• Tricia Thornton

The Strengths and Challenges of ADHD

We all have heard of ADHD. When you hear that acronym, certain experiences, descriptions, and individuals come to your mind. I am inviting you to see the strengths and challenges of ADHD in a new way. Let's take the ADHD acronym and think of it a bit differently. Each individual with ADHD embodies many challenging situations each day that require courage to handle with fortitude and confidence. How can an individual with the diagnosis of ADHD use their strengths to embrace life?


I will be going through each of these letters through the next few articles...


A-aptitude and anger

D-devotion and destruction

H-happiness and heartache

D-dedicated and disbelief


First, Let's Look at the History of ADHD

We all know what ADHD stands for, Attention Deficit Hyperactivity Disorder. But, do you know that individuals with ADHD have some wonderfully positive strengths? First, though, let me give you a brief history lesson of ADHD and what it means today. ADHD is a common neurodevelopmental disorder most commonly diagnosed in children and can persist through adulthood. It is marked by a significant amount of inattention, hyperactivity and sometimes impulsivity. ADHD first came on the scene in the early 1900's but labeled more of as an abnormal moral condition in children. It was not until years later in 1968 when the APA first recognized the disorder in the second addition of the DSM (Diagnostic and Statistical Manual of Mental Disorders). In this addition it was described as a hyperkinetic impulse disorder. In 1980, the third addition of the DSM was released and the name was changed to ADD with two subtypes, with hyperactivity and without. Seven years later, the APA revised the DSM-III and changed the name to ADHD combining the three symptoms (inattentiveness, impulsivity, and hyperactivity) into one type. In 2000, the fourth addition of the DSM defined ADHD with three subtypes, combined type ADHD, predominantly inattentive type ADHD and predominantly hyperactive-impulsive type ADHD. Finally, in the most recent DSM-V, ADHD defined as a developmental impairment of the brain’s self-management system, its executive functions. The symptoms and criteria have stayed the same.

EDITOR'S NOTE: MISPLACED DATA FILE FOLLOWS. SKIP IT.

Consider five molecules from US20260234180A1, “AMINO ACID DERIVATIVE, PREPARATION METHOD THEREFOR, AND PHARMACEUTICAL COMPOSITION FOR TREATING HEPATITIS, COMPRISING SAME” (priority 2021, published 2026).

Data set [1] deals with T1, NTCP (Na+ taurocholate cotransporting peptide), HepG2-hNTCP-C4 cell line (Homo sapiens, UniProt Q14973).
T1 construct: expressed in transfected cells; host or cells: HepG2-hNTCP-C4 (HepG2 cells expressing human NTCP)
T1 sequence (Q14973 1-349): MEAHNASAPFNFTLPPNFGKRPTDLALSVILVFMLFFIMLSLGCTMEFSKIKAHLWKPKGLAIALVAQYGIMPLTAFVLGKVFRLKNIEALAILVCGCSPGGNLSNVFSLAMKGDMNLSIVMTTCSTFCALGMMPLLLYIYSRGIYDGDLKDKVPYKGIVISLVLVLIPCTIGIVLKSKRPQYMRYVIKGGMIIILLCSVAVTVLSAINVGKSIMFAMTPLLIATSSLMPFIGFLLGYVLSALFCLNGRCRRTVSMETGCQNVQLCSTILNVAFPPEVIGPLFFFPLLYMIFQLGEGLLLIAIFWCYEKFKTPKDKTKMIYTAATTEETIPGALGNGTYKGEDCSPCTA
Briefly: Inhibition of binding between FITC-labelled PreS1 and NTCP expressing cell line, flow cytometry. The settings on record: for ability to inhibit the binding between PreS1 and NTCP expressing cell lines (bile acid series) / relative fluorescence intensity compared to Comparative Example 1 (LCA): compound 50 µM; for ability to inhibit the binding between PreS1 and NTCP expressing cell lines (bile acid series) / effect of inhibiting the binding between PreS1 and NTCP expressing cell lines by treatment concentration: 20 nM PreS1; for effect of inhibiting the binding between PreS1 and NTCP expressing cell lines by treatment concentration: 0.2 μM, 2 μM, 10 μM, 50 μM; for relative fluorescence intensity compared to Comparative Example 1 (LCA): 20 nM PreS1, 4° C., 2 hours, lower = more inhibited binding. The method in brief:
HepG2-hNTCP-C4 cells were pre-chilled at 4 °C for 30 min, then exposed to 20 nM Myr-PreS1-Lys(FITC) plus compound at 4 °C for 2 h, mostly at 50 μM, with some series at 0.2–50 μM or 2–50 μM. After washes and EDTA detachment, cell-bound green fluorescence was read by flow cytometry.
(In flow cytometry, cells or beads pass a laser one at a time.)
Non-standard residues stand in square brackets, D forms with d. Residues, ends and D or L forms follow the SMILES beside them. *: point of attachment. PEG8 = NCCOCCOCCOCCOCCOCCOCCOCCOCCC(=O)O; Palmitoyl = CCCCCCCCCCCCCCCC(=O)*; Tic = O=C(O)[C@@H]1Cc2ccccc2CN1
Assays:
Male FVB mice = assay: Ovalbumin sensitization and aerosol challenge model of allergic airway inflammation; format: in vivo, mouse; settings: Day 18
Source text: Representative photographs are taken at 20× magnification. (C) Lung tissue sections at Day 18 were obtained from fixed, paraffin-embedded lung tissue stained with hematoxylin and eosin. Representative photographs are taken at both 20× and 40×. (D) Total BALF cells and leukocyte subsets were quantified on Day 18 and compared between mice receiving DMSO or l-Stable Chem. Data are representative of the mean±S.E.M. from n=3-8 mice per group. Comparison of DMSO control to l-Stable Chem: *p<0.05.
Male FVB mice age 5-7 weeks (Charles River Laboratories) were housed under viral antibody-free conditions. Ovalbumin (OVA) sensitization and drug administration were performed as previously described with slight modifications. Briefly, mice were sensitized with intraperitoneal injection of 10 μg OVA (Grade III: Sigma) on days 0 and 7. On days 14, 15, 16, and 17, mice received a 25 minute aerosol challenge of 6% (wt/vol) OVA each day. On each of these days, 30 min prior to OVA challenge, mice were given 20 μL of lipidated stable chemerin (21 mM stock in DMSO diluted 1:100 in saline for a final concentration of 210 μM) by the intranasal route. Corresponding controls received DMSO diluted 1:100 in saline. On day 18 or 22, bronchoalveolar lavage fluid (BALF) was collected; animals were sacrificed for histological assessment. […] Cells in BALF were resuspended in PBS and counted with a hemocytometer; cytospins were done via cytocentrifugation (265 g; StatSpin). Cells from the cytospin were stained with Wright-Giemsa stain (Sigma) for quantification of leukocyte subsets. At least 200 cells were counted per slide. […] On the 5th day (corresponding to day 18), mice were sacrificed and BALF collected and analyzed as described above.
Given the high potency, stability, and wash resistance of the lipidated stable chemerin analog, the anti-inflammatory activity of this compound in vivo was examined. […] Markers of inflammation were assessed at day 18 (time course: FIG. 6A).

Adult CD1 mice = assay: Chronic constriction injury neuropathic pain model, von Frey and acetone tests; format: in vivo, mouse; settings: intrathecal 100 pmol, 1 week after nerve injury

A - Aptitude and Anger:


Does ADHD equal a higher or lower IQ? The two are not always linked. It is also a myth to believe that a child or adult with ADHD always has a learning disability. In fact in one study (https://www.ncbi.nlm.nih.gov/pmc/articles/PMC3430513/) researchers show no correlation with ADHD and IQ. When channeled correctly, individuals with ADHD have several positive traits such as, a hyper-focus, creativity and intuitiveness. With a laser focus, an individual with ADHD may be able to be quite an entrepreneur. The founder of Kinkos, Paul Orfalea, suffered with severe dyslexia and ADHD as a child. As an adult, he learned how to manage his tendency to become distracted by "wandering" to different stores. By doing so, he realized how many businesses could expand. Many scientists believe the creative and artistic Leonardo De Vinci would have been diagnosed with ADHD. Many individuals with ADHD do struggle with mixed emotions because they may be perceived as not as smart, but we now know that is not true.


This article, https://www.verywellmind.com/understanding-adhd-children-and-anger-20540, outlines 7 reasons why ADHD individuals may experience anger more intensely than someone without ADHD. Some of the seven I would like to highlight are the impulsivity, low tolerance to frustration and mood swings. An individual with the impulsive type of ADHD tends to react quicker than an individual without ADHD when triggered by frustration. Therefore, without coping strategies in place, their anger threshold is lower. An ADHD individual sometimes will not tolerate frustration well. Their response time is quick and can result in an impulsive response to anger. Along with anger, a person with the impulsivity resulting from ADHD may experience mood swings. Within in a day, they may swing from happiness to sadness to confusion and withdrawal and back to joy quickly.


In general, people with ADHD may experience emotions with more intensity. Many times another diagnosis may exacerbate the variety of strong feelings. Emotional sensitivity can sometimes halter a healthy reaction to a situation. The A for "aptitude and anger" in ADHD can be a positive when it comes to being aware of the feelings that arise in a situation. If channeled correctly, an individual with ADHD can respond with strength and sensitivity.


Tune into the next article as we explore the D - devotion and destruction.


Tricia Thornton, MA, LPC, RPT

615-212-9977

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